Posts Tagged ‘ education ’

Educational Weekend

My friend from New York had a Jew question to ask a not so Jewish Jew. This was for a project for grad school. He messaged me via facebook in his morning and I got the message this evening, wrote back to him, and then we had a conversation about it. Regardless that I’d always like to feel that I’m there for my friends, we both marveled that it is pretty amazing that he could use someone from across the globe to help out. He’ll give me the results of his paper when he gets them. I’m really intrigued.
I used to have these things that I called, “moments.” They were little glimpses in time where I would stop and think, “Oh shit, I live in India.” I’ve been having them a little more often again but I don’t know why. It might because next week marks 2 years. I’ve been thinking of doing a little two year anniversary blog posting, but not yet.

This weekend was filling. There was a huge education conference in Pune; this was the first one ever here, last year it was only in Mumbai. This year it will take place in Pune, Mumbai and Delhi. It just demonstrates the progress, or the attempt to make progress in education in India. I must say that I thoroughly enjoyed it. I was impressed about the amount of social entrepreneurs here, on the ideas that were being exchanged in informal settings outside of the sessions, and the sessions themselves. There is a lot of really great work being done here and that made me happy. I got to meet some amazing people with whom I really hope to keep in contact; both people who can benefit from my experience and people who I would like to speak to in order to further my goals and ambitions. It was pretty cool.

I also had some unpleasant news and a strange/slightly funny/slightly icky experience yesterday. On the way home from the conference I stopped by to see the kids. I hadn’t seen them since the previous week and Ishwar promised to call me because both him and Chapel were sick with a fever, yet they both came to the park. It was a great park day; we just decided to lie down in the grass and be still. We left early and we got them some medicine and took them home. Ishwar was supposed to call the next day but didn’t. Avinash met me at the entrance of their community and began telling me what happened earlier that day. I proceeded to see Ganesh, whose mother cried in front of me, Chotta Lingapa, whose parents I met for the first time, and the rest of the kids who saw my reaction as I heard the story, understood what I could from it, and tried to explain what I understood back to them. Today we went to see Chapel who was taken to his elder brother’s house about 10 kilometers away.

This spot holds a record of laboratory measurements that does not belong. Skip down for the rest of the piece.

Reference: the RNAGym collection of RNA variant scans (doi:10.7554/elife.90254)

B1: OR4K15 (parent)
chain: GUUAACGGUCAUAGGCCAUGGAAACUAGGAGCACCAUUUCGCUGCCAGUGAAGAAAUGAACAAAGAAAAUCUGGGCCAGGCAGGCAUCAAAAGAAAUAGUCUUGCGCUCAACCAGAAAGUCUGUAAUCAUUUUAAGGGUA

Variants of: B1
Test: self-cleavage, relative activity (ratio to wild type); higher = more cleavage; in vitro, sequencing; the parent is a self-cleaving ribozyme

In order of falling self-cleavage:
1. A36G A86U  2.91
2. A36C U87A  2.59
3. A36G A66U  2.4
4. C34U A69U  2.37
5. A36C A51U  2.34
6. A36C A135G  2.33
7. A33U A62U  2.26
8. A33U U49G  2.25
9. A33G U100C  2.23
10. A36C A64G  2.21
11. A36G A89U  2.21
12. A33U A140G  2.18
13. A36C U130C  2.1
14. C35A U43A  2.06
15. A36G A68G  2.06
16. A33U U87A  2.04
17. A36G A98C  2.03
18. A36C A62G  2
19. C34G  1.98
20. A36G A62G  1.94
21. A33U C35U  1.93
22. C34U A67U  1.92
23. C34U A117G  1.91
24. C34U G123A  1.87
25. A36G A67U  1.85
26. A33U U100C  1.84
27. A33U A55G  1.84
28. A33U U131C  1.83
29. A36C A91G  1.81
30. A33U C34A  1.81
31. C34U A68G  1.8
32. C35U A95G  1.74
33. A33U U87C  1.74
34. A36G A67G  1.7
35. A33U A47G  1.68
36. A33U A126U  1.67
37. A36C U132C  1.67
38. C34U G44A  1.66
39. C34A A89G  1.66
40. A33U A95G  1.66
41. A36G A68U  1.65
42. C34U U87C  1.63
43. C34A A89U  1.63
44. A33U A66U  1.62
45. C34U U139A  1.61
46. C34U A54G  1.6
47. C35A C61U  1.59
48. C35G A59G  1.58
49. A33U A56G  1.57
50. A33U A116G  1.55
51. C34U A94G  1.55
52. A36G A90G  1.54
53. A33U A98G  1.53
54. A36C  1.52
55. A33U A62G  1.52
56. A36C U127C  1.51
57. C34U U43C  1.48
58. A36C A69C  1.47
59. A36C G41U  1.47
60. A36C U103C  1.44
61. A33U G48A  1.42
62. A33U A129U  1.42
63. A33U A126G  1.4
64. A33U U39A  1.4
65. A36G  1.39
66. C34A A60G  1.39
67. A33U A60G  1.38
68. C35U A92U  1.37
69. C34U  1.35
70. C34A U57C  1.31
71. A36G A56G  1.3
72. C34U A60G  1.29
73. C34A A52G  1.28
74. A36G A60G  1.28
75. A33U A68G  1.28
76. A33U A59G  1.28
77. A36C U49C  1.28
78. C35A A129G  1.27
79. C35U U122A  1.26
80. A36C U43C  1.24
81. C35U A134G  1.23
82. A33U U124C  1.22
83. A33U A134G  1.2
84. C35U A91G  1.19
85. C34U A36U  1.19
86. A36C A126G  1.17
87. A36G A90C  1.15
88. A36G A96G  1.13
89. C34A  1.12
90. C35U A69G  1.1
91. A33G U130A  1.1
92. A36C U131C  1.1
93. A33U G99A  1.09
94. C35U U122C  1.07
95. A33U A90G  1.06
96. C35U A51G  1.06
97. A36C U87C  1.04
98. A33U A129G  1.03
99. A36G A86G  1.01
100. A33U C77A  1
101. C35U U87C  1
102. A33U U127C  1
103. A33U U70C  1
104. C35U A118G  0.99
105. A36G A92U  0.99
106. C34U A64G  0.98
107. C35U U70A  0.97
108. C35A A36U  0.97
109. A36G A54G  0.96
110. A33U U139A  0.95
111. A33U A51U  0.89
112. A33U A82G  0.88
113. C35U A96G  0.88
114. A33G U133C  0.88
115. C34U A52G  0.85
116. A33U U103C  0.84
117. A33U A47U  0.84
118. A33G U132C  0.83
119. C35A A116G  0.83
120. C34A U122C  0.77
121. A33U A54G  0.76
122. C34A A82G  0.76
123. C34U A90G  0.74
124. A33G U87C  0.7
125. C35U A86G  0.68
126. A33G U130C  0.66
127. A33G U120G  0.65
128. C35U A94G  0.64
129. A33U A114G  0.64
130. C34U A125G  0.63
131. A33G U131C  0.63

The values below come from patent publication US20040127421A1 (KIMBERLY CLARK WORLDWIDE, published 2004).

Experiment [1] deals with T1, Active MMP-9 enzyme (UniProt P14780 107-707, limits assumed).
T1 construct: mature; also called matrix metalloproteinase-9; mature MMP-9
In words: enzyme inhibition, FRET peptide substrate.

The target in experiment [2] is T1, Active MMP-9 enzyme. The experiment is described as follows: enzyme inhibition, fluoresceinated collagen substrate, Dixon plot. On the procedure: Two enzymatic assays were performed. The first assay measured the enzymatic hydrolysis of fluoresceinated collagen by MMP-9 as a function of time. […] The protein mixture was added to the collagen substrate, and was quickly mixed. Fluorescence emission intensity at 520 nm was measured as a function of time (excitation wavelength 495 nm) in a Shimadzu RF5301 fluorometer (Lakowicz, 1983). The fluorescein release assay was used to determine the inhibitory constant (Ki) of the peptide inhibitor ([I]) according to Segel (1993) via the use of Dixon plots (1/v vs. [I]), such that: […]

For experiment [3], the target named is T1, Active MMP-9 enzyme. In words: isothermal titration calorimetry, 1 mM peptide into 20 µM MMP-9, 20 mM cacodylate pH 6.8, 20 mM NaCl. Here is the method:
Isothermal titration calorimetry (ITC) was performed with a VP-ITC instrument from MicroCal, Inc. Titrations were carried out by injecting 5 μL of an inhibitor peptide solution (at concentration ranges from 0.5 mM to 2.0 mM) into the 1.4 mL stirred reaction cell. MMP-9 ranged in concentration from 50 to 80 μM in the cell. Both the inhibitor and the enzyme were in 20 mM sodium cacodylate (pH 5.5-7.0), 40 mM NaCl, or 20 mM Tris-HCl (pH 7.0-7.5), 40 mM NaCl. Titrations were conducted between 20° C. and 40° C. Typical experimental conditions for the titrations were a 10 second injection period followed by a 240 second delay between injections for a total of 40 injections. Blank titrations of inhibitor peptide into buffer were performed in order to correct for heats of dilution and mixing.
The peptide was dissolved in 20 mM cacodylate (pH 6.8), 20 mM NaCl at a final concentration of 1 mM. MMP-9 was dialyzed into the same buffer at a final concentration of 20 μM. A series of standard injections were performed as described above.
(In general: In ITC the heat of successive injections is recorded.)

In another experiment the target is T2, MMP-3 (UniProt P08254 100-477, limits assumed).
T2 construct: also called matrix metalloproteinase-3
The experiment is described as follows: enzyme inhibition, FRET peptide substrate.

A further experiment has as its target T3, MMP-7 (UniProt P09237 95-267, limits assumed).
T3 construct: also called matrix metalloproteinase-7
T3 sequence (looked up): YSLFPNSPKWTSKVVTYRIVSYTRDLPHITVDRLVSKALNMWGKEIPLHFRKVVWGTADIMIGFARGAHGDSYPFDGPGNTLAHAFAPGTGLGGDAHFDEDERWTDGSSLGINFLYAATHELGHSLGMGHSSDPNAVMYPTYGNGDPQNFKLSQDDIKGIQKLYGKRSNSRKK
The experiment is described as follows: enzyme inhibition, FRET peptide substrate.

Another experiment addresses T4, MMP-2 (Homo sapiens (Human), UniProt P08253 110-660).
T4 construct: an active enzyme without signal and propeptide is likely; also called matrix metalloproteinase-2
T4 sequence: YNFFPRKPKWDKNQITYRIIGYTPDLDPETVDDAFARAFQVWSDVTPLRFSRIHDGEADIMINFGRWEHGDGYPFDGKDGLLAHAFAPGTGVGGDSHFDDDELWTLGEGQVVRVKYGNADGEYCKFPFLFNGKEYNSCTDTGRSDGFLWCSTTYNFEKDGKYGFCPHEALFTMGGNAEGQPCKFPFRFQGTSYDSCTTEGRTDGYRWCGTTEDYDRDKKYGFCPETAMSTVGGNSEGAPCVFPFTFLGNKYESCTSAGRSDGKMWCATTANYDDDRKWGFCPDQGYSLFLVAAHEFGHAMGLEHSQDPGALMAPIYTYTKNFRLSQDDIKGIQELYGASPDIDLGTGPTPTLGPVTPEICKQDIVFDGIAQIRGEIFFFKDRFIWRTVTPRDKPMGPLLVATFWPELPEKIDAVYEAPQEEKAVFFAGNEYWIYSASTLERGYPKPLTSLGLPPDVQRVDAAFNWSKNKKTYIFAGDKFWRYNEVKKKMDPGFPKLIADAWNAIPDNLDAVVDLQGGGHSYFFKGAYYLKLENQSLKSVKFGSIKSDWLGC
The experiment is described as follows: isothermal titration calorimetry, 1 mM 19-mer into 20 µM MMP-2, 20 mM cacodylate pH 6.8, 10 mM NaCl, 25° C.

They were trying to burst crackers (small fireworks). It didn’t go off. They tried several times to light it; they tried to open it and remove the powder and then put it back to light it again. Their last attempt ended up working a few seconds after they lit it when they were looking back to see what happened. Ganesh’s legs are burnt up to the knee, all black. Chota Lingapa is burnt with boils and burns around his hands and legs. Chapel got the worst of it. His face has some kind of third degree burn, his left hand is burnt with a huge scab already over it, parts of his feet are burnt with boils, and there’s a huge boil over his right hand. It hurt to look at his left hand. It was wrapped in a scarf. They all went to the hospital, a free one that’s apparently the best for burns. They got medicine and cream. Chapel doesn’t want to go back though because, as his sister in law said, it’s free and they scream and treat him badly. What do you do for that? It hurt to see their wounds, it hurt to think that I thought they knew better than that. Chapel’s brother and Avinash took us to Chapel’s house today. His bhabi was really great and Manoj and Sagar will take him back to the hospital on Tuesday. It’s just something that happens here, all the time. We’ll do what we can with them. It kind of ties back to this weekend’s conference though. There are great organizations and great people who are trying to change the landscape of India, to make it work for everyone, not just those who it works for now. I wish, as I always say, that I could do more, but it’s not my place to do anymore than I’m doing. I love them, and I think that’s a lot and they know that. They love me back too, which is nice. Enough of that now though…

A Rare, but Short, Post About Work

There are many different kinds of teachers. There are teachers who aren’t very good but try and consistently ask for feedback, strive to implement what they’ve learned ask for your support and will work with you as team; some teachers work very independently and do great; others, as I’ve recently found out, don’t like you, don’t want to work with you, and think that you’re mean and insensitive (this has been a struggle with just one and no one agrees with that person); others are good teachers, take your support and will do ten times more than they’re asked for. It’s important to always recognize what’s going well, what needs improvements, and where, as a team, you can work together to make sure there are the best outcomes for the children. I work with teachers across the spectrum. I’ve recently been dealing with one teacher who is Indian but lived for quite some time in the US. I was called rude, culturally insensitive, not helpful; my boss had to intervene. It was a successful meeting and I don’t feel I should discuss it further except to say that I take these things to heart. She said that she thinks I’m more Indian than many of the Indians. I appreciate and really love my coworkers so much. Anyway, back to the teachers. This one teacher went above and beyond on her own and when I asked her for more she delivered. I sent her a text to say that she’s awesome. Her response, “Thx! Bt it’s all because of your support and motivation. ☺” I love moments like that.